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Pa. Senate ponders next move in budget impasse

Written by Mary Wilson | Jan 18, 2016 4:44 AM
Capitol_harrisburg.jpg

The Pennsylvania Capitol building is shown Wednesday, Oct. 7, 2015, in Harrisburg, Pa. Gov. Tom Wolf's tax proposal is being debated in the state House of Representatives in the first-term Democrat's effort to break Pennsylvania's 3-month-old budget impasse. (AP Photo/Matt Rourke)

(Harrisburg) --   With the state's budget partially struck down by Governor Tom Wolf, state senators aren't sure they need to complete unfinished budget business.

Pennsylvania has half a state budget and a number of related pieces of legislation still up in the air.

One of those was passed by the House and sits before the Senate.

Critics say it's loaded with pet projects and controversial provisions that affect the distribution of schools money and attempt to halt changes to energy policy. 

Senate GOP aide Drew Crompton says the bill's fate is unclear.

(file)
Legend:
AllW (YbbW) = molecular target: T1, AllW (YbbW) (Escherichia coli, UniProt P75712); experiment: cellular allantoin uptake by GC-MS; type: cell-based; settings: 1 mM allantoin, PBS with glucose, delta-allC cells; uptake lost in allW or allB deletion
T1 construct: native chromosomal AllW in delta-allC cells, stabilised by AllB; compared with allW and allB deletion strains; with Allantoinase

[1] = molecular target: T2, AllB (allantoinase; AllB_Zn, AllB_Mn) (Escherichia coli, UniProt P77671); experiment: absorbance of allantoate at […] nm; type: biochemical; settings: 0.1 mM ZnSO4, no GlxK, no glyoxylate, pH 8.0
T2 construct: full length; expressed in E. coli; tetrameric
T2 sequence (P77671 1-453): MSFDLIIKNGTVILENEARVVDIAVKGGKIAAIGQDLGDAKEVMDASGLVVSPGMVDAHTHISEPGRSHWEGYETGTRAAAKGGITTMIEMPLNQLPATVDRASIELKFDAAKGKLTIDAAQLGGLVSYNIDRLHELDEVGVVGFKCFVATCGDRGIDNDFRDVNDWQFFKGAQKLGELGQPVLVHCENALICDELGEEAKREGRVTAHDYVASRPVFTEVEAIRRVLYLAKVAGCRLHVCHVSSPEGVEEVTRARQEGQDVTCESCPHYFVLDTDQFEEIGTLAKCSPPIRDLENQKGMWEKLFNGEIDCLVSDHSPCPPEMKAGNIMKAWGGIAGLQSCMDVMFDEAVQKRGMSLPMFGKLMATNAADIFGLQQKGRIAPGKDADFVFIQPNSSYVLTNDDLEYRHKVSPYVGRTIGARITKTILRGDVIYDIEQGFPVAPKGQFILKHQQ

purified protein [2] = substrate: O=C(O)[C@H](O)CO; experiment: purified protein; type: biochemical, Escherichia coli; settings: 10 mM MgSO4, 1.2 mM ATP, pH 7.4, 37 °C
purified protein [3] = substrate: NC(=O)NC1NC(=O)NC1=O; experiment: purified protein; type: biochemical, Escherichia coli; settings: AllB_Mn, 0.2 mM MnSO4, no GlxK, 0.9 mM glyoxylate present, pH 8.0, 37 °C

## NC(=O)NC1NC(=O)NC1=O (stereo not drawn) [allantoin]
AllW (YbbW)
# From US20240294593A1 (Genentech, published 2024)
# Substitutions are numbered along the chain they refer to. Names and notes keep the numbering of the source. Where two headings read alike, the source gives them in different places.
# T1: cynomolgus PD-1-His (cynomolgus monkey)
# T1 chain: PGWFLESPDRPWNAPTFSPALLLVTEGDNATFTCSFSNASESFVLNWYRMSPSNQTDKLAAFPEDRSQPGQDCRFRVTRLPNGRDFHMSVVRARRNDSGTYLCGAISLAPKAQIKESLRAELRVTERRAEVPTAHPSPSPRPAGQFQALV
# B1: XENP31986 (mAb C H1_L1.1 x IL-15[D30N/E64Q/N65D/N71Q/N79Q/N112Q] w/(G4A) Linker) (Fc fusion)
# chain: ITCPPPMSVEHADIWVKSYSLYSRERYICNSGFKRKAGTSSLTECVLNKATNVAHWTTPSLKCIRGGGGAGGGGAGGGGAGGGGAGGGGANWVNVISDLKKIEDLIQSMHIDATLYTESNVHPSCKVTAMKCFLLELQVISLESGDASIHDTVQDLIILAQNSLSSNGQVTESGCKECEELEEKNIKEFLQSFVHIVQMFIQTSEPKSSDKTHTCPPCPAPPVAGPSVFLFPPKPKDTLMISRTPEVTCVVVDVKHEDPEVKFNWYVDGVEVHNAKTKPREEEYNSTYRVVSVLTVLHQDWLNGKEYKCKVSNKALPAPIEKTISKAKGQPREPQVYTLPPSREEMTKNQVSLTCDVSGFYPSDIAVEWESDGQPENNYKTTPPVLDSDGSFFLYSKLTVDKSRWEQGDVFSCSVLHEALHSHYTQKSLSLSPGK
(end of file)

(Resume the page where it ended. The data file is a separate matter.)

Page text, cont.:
"I think the intention is at least to present it to the caucus and then decide on whether the fiscal code is necessary in light of the action that Wolf took with the budget," he says.

Crompton notes  the measure may not be necessary since the state has only a partial spending plan in place.

"We recognize that the budget, although signed by Governor Wolf, the process is yet to be completed. Certainly state-relateds, fully funding MA and corrections, and even some other lines, have to be addressed as we move forward," he says. "So, we don't look at the process today and think that there's not any work to do going forward."

Budget negotiations are at a standstill.

The governor's office wants to revert to a tentative deal reached late last year, but Crompton says that outline may not be salvageable.

House Republicans don't appear to support it, and some say controversial votes will become all but impossible as incumbents prepare for the April primary election.  

           

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